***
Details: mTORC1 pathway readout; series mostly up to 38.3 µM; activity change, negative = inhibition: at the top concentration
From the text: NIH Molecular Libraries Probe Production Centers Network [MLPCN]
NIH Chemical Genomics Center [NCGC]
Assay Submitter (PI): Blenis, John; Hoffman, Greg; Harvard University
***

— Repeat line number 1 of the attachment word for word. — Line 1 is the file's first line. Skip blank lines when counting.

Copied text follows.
Details: mTORC1 pathway readout; series mostly up to 38.3 µM; activity change, negative = inhibition: at the top concentration